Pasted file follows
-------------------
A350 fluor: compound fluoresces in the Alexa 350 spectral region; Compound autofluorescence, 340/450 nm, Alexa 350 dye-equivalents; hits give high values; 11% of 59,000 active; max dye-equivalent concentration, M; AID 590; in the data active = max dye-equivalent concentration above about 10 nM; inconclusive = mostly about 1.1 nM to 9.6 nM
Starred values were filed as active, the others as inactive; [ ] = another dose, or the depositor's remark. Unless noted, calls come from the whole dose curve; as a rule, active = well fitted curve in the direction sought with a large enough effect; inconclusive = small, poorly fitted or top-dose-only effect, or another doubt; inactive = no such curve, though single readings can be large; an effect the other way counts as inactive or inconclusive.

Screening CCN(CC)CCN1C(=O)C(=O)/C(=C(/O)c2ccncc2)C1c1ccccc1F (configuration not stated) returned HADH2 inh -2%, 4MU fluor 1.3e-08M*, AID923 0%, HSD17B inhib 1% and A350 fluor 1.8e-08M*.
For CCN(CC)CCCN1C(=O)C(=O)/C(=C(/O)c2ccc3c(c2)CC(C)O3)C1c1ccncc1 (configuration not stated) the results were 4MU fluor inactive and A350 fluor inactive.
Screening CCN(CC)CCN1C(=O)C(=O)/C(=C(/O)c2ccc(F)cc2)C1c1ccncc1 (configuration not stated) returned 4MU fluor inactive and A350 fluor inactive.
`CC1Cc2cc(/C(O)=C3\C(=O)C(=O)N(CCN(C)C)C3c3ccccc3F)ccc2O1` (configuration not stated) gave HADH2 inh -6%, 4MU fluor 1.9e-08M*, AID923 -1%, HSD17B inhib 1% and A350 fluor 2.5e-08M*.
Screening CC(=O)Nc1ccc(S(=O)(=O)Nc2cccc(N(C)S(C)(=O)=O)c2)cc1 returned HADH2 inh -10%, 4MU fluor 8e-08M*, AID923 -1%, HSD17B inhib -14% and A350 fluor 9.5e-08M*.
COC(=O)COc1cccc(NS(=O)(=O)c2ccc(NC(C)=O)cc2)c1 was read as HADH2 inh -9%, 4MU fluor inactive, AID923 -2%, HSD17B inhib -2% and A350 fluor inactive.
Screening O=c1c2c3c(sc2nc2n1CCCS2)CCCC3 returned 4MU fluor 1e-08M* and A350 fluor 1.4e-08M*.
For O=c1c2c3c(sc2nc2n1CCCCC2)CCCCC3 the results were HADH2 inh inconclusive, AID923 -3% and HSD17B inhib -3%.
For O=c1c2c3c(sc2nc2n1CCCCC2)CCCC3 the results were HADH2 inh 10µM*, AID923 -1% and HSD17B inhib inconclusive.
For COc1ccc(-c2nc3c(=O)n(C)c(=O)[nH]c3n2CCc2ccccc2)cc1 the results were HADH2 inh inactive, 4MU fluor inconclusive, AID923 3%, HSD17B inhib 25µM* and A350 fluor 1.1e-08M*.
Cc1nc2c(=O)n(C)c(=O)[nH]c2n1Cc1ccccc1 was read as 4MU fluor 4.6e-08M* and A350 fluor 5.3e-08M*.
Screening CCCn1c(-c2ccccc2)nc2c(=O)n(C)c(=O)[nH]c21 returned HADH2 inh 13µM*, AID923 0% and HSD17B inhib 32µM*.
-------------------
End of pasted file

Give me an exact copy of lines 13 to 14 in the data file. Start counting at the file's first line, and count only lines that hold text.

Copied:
Cc1nc2c(=O)n(C)c(=O)[nH]c2n1Cc1ccccc1 was read as 4MU fluor 4.6e-08M* and A350 fluor 5.3e-08M*.
Screening CCCn1c(-c2ccccc2)nc2c(=O)n(C)c(=O)[nH]c21 returned HADH2 inh 13µM*, AID923 0% and HSD17B inhib 32µM*.